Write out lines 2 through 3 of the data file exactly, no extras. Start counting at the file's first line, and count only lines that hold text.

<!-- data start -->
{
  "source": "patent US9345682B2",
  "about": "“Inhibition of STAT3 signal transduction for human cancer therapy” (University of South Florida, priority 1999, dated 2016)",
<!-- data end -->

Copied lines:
  "source": "patent US9345682B2",
  "about": "“Inhibition of STAT3 signal transduction for human cancer therapy” (University of South Florida, priority 1999, dated 2016)",